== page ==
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Pizza made with Sourdough Starter Discard

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dmsnyder's picture
dmsnyder

Pizza made with Sourdough Starter Discard

Pizza made with Sourdough Starter Discard

February 14, 2014

 

I ended up this week with even more sourdough starter discard than usual and a craving for pizza and no activated starter and it's Valentine's Day and my wife loves pizza and so I made pizza with the sourdough starter discard.

 

 

Wt (g)

Sourdough starter from fridge (firm)

241

Water 85 dF

153

AP flour

298

Instant yeast

2

Salt

6

Total

700

The starter discard was approximately 50% hydration, so this dough was 65% hydration.

Procedure

  1. Put the water and the starter in the bowl of a stand mixer and mix at low speed to disperse the starter.

  2. Add the yeast to this mixture, then the flour and the salt.

  3. Mix at low speed with the dough hook until the dough forms a ball on the hook. Add a small amount of water or flour to achieve a medium-consistency dough.

  4. Mix at Speed 2 until you get an early window pane (about 7 or 8 minutes).

  5. Transfer the dough to an oiled bowl. Cover it tightly.

  6. Ferment at room temperature until the dough volume has about doubled (2-4 hours).

  7. Divide the dough into two equal pieces. Shape as balls and place in Ziploc bags with 1 Tablespoon of olive oil.

  8. Refrigerate for at least two hours or up to 3 days.

  9. Before using, take the dough out of the refrigerator and warm at room temperature for an hour.

  10. Preheat the oven at its hottest setting with a baking stone in place.

  11. Shape for pizzas and allow to proof for 30-60 minutes before topping and baking.

  12. Bake to taste (in my oven, 10 minutes).

I preheated my oven at 500 dF for an hour before baking the pizzas.

My toppings were (in the order put on the dough):

  1. EVOO brushed all over.

  2. Finely chopped fresh rosemary sprinkled over dough (1 tsp/pizza).

  3. Thinly sliced fresh garlic (2 cloves/pizza).

  4. Hot red pepper flakes sprinkled to taste.

  5. Oil-cured olives, pitted and sliced.
  6. Fresh broccoli cut into small florettes (about 3/4 cup/pizza).
  7. Fresh mushrooms, sliced (about 1.5 cups/pizza).
  8. Yellow onion, sautéed in EVOO until golden, then moistened with one Tablespoon of balsamic vinegar (2-3T/pizza).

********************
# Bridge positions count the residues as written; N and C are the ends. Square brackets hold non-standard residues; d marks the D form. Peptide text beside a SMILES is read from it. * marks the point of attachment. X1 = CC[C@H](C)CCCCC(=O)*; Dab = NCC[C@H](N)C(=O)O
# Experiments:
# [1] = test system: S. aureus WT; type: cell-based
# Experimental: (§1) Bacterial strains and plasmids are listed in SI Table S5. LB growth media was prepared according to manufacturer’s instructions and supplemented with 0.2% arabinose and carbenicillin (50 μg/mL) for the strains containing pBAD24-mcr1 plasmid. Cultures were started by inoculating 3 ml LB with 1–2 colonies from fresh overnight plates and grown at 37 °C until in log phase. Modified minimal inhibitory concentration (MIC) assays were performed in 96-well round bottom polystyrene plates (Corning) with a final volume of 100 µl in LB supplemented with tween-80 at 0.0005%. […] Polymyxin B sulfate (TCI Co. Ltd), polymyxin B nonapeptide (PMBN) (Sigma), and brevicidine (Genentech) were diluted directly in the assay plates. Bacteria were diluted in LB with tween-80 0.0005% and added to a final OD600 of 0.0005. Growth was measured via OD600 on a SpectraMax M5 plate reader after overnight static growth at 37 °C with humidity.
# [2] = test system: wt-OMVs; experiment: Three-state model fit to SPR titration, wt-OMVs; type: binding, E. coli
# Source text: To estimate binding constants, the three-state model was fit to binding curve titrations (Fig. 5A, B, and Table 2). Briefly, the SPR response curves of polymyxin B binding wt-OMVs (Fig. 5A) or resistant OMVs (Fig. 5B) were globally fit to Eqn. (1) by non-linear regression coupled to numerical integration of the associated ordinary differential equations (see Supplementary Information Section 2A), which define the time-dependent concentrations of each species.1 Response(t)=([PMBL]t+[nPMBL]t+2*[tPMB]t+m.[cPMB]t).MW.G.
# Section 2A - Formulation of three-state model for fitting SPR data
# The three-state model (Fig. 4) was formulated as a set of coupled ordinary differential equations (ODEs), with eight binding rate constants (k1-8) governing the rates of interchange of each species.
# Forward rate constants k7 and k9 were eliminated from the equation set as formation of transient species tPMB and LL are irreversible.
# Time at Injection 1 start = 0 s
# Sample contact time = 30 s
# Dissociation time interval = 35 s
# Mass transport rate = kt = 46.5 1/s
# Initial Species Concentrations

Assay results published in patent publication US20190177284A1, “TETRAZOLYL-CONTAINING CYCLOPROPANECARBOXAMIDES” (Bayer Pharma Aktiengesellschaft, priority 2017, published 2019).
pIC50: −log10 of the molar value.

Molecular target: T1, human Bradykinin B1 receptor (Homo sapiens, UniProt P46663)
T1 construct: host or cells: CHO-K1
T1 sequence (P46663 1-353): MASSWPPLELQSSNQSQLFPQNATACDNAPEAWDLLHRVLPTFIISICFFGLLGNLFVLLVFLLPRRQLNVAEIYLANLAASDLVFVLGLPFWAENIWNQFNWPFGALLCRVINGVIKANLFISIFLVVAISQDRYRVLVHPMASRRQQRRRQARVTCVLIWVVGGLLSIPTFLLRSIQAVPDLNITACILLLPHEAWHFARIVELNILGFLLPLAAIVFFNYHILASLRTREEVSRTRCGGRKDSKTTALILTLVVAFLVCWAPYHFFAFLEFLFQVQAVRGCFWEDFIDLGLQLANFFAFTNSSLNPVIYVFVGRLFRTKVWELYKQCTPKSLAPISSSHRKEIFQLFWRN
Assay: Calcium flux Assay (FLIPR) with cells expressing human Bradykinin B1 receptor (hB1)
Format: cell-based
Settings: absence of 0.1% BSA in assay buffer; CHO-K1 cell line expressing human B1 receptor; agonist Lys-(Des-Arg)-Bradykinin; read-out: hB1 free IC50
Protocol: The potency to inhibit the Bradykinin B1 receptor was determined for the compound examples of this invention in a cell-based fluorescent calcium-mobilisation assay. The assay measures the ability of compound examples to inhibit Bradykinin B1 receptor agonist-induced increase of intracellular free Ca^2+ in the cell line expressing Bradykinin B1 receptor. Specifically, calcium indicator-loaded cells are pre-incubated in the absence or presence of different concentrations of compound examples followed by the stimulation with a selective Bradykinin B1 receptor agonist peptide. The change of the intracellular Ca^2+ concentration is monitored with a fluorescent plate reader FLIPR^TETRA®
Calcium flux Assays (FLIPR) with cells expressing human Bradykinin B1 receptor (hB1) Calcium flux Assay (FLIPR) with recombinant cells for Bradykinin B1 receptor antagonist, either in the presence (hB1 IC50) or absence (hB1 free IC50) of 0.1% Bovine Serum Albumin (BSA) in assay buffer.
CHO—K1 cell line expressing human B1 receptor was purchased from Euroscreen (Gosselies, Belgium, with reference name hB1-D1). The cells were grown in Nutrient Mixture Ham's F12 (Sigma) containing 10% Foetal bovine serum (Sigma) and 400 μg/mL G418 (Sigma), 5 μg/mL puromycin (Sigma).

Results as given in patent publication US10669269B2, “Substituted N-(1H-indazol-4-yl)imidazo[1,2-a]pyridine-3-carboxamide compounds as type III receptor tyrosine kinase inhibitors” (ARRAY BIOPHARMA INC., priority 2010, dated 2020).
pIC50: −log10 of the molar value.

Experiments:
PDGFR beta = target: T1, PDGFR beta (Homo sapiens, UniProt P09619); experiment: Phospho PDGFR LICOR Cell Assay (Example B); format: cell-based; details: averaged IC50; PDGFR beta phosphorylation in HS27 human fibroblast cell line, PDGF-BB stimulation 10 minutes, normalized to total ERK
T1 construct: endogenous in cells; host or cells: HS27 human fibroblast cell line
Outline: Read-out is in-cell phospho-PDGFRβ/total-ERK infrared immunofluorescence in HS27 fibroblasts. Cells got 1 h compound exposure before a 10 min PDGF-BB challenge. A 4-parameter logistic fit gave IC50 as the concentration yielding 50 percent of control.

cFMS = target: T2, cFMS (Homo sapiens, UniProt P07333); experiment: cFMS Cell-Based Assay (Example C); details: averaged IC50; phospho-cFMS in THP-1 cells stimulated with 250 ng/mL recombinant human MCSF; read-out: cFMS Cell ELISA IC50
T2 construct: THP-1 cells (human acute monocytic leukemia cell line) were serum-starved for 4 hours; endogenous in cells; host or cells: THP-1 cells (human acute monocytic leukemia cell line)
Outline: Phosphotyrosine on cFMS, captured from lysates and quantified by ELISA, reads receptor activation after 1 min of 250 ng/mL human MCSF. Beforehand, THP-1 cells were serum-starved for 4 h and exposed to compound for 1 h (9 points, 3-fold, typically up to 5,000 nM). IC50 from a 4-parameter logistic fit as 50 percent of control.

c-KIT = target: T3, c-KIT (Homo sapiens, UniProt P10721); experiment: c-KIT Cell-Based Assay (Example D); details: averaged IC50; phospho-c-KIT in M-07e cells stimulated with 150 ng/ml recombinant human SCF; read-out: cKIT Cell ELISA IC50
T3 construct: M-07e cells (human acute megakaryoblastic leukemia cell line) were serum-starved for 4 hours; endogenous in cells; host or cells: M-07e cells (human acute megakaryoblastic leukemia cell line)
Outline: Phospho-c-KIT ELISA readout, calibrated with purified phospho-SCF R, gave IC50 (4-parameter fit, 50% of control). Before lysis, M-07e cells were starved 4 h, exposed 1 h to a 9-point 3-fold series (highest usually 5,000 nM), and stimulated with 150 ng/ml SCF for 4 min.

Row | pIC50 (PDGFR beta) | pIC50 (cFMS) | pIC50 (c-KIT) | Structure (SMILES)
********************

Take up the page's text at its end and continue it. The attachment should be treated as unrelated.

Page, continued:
The pizza was pretty good. It wasn't as good as the ones I made with the Ken Forkish formula. But it was crisp on the outside and chewy on the inside. It was thin, yet firm enough to support itself. It was nice tasting with no hint of sourdough tang, interestingly enough.

 I'm happy to know I can make very good pizza dough in a few hours and that I have a really good way of using starter discard besides pancakes.

 David

Comments

CAphyl's picture
CAphyl

Looks fantastic.  I have made lots of pizza dough with sourdough, but I like your crust.  I will give it a try some day.  I am sure this pizza was yummy!  Phyllis

dmsnyder's picture
dmsnyder

This was good. The "Pizza Bliss" dough from FWSY remains my gold standard.

David

FlourChild's picture
FlourChild

Beautiful open crumb!  What a nice way to use up sd discard, as a hybrid pizza dough.  Much more appealing than pancakes, IMHO :)

dmsnyder's picture
dmsnyder

Pizza's also a way better way to use mushrooms and broccoli than pancakes too.

David

MostlySD's picture
MostlySD

I find the most problematic part of pizza-making is the shaping. I noted that you did not say to prick the shaped dough with a fork as some people say they do before baking. I baked two pizza doughs this week and both developed huge bubbles that I had to bread and almost fold before laying on the toppings. I had not done the fork pricking thing. Did you?

MostlySD's picture
MostlySD

before being rudely interrupted by the Internet ;-)

your pizza looks delicious. I find the most problematic part of pizza-making to be the shaping. I noted that you did not say to prick the dough with a fork before baking, as some pizza bakers say they do. This week I baked two pizza doughs that developed huge bubbles. I had to cut those with scissors and lay the dough flat before laying on the toppings. Not very elegant to say the least! I had not done the fork pricking thing. Did you?

dmsnyder's picture
dmsnyder

I stretch the dough on a floured board, then rotate it over my fists. I get it very, very thin, except for the edge. I'm guessing that the bubble problem occurs with thicker crust mostly.